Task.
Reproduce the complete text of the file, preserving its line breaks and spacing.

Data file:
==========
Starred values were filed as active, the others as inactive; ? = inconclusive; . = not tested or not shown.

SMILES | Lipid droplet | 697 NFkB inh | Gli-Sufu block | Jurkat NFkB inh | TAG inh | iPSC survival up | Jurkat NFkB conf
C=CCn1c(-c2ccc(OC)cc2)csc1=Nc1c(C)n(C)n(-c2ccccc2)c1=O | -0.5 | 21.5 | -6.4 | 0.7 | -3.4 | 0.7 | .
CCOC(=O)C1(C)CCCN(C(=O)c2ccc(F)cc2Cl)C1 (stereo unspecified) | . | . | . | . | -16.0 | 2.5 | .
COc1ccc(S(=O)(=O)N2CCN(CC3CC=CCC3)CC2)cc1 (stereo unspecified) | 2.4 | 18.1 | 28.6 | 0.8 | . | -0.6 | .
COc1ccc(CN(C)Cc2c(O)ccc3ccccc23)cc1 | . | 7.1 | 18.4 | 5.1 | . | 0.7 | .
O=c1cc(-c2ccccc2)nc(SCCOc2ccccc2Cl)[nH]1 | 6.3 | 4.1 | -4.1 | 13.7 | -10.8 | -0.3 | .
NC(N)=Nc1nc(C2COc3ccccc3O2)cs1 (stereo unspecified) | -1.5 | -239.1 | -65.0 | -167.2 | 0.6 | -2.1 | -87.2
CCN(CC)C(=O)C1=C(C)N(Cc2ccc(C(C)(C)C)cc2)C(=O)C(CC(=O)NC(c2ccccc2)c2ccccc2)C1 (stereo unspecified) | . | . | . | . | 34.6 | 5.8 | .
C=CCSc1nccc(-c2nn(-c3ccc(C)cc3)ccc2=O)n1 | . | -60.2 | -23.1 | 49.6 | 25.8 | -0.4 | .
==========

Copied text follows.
Starred values were filed as active, the others as inactive; ? = inconclusive; . = not tested or not shown.

SMILES | Lipid droplet | 697 NFkB inh | Gli-Sufu block | Jurkat NFkB inh | TAG inh | iPSC survival up | Jurkat NFkB conf
C=CCn1c(-c2ccc(OC)cc2)csc1=Nc1c(C)n(C)n(-c2ccccc2)c1=O | -0.5 | 21.5 | -6.4 | 0.7 | -3.4 | 0.7 | .
CCOC(=O)C1(C)CCCN(C(=O)c2ccc(F)cc2Cl)C1 (stereo unspecified) | . | . | . | . | -16.0 | 2.5 | .
COc1ccc(S(=O)(=O)N2CCN(CC3CC=CCC3)CC2)cc1 (stereo unspecified) | 2.4 | 18.1 | 28.6 | 0.8 | . | -0.6 | .
COc1ccc(CN(C)Cc2c(O)ccc3ccccc23)cc1 | . | 7.1 | 18.4 | 5.1 | . | 0.7 | .
O=c1cc(-c2ccccc2)nc(SCCOc2ccccc2Cl)[nH]1 | 6.3 | 4.1 | -4.1 | 13.7 | -10.8 | -0.3 | .
NC(N)=Nc1nc(C2COc3ccccc3O2)cs1 (stereo unspecified) | -1.5 | -239.1 | -65.0 | -167.2 | 0.6 | -2.1 | -87.2
CCN(CC)C(=O)C1=C(C)N(Cc2ccc(C(C)(C)C)cc2)C(=O)C(CC(=O)NC(c2ccccc2)c2ccccc2)C1 (stereo unspecified) | . | . | . | . | 34.6 | 5.8 | .
C=CCSc1nccc(-c2nn(-c3ccc(C)cc3)ccc2=O)n1 | . | -60.2 | -23.1 | 49.6 | 25.8 | -0.4 | .